IHIF Day Two: Hoteliers focus on quality, new demand
IHIF Day Two: Hoteliers focus on quality, new demand
08 MARCH 2017 9:59 AM

Editors recap the second day of the International Hotel Investment Forum with takeaways, quotables and more highlights from the event. 

BERLIN—The message from Day Two of the International Hotel Investment Forum was optimism, flexibility plus a renewed focus on what the hotel industry does best is what will propel growth in the global hotel industry. Sébastien Bazin, chairman and CEO of AccorHotels took the main stage in Berlin to address the impact technology and OTAs are having on the industry, and the morning’s CEO debate also addressed the rapid pace of change.

Despite those and other challenges that contribute to the ever-evolving operating landscape, speakers urged the more than 2,000 attendees to focus on sound fundamentals and the core tenets of hospitality, all while being flexible to meet the changing demands of guests.

Quotes of the day
“The bigger issue as it relates to commissions and the brands is a pricing structure … the franchise pricing structure really hasn’t adjusted to the realities of the new economics of distribution.”
--Dara Khosrowshahi, president and CEO, Expedia

“More risk-averse institutional investors have been willing to invest in more alternative assets as they realize that is necessary in order for them to stay relevant.”
--Cody Bradshaw, SVP and head of European hotels, Starwood Capital Group

Photo of the day

Scandic Hotels’ accessibility director Magnus Berglund brought his service dog Dixi to IHIF, and Dixi proved to be a big hit. Berglund stressed the importance of inclusion at hotels when it comes to guests with disabilities, saying that if a disabled person feels alienated at a hotel, so might their families and friends. (Photo: Terence Baker)

Tweet of the day

Editors’ takeaways

Like many Americans, I look at Europe as the crossroads of the world. That’s certainly the case for the hotel industry at the 20th International Hotel Investment Forum at the InterContinental Berlin, as it seems as if all regions are represented. The good news is, while they recognize storm clouds could emerge at any time, there’s a sense of calmness that only appears when things are good. And, make no mistake about it, things are pretty good for hotels in most areas around the globe.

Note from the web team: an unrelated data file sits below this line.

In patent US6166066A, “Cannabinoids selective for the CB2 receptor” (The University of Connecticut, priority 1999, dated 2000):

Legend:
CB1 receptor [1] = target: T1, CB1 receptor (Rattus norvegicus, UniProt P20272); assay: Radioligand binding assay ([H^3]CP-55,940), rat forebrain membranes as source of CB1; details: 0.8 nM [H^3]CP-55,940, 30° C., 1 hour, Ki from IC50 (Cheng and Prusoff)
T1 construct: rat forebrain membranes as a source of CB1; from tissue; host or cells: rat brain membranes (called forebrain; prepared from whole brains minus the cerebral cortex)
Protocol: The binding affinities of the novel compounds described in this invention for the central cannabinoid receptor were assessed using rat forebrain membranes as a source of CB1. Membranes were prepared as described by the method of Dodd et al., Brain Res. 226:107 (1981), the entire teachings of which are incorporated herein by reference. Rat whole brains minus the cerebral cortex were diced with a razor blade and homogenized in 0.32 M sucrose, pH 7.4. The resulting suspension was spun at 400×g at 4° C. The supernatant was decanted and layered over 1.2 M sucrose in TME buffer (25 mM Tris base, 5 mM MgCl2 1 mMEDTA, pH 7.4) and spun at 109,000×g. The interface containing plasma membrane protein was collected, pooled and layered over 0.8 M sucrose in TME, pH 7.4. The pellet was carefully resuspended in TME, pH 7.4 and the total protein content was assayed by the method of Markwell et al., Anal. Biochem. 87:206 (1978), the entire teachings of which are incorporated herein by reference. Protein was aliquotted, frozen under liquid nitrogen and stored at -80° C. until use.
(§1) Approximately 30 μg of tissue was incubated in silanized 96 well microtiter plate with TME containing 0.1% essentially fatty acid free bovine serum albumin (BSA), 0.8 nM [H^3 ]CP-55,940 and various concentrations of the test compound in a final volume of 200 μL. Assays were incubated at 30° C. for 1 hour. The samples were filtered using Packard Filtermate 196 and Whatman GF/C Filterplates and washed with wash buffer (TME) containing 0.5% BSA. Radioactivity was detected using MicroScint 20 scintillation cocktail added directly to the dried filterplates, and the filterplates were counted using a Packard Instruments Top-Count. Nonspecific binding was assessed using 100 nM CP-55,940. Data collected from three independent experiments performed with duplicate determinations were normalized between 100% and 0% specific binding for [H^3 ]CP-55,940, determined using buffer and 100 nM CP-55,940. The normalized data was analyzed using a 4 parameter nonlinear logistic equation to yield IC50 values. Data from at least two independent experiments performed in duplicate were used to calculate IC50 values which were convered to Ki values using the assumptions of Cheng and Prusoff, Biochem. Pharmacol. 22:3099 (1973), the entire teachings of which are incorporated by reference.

Audience members were recognized for various reasons at several points during Tuesday’s general session. Melbourne. Tel Aviv. Paris. That’s a partial list of where the delegates called home. Couple that with the diverse speakers’ list and it’s clear IHIF has an international appeal and is a good gauge for global hotel health.

It really hit home during the final panel of the morning general session when five industry leaders with diverse ethnic backgrounds—Puneet Chhatwal of Deutsche Hospitality, David Kong of Best Western Hotels & Resorts, Stefan Leser of Jumeirah Group, Simon Naudi of Corinthia Hotels and Pierre-Frédéric Roulot of Louvre Hotels Group and Jin Jiang Europe—spent an hour talking about the industry’s landscape. They talked about the business in Russia, Southeast Asia, the Middle East, the United States and, of course, Europe. They addressed differentiation and growth, investments and operations, technology and food-and-beverage—all with a passion that could qualify them as cheerleaders. But that’s OK. Judging from the first two days of this conference, there are many reasons for continued optimism. They each face challenges, and there are more obstacles to come, but given the state of mind of attendees here and the belief that overall industry fundamentals are sound, there’s not much that can’t be overcome.

—Jeff Higley, editorial director

Hoteliers understand the threats from outside. Or is that from inside? There will be both, and those sitting in what they regard as a comfortable cocoon might be in for a surprise. How to move? The way to remain relevant to consumers, conference panelists said, was to focus on quality above all else. Hoteliers must stay focused on providing the services their clients demand and staying several steps ahead of all the noise that claims to be more relevant.

Asian money continues to look at Europe, despite currency controls that panelists at a session on China and Southeast Asia said would likely be relaxed, that is, go back to being normal, by the end of the year.

Bingdong Zhao, managing director, Junson Capital, said capital controls had always been present in regards to Chinese capital, “but real estate is real estate, and in September I think currency controls might be relaxed. We’ll always be able to find money to do deals. Currency control is just a name.”

Remaining relevant for Western hotel concerns will mean both providing quality, being flexible in terms of new opportunities and seizing the demands of the new traveler.
—Terence Baker, senior reporter, Europe

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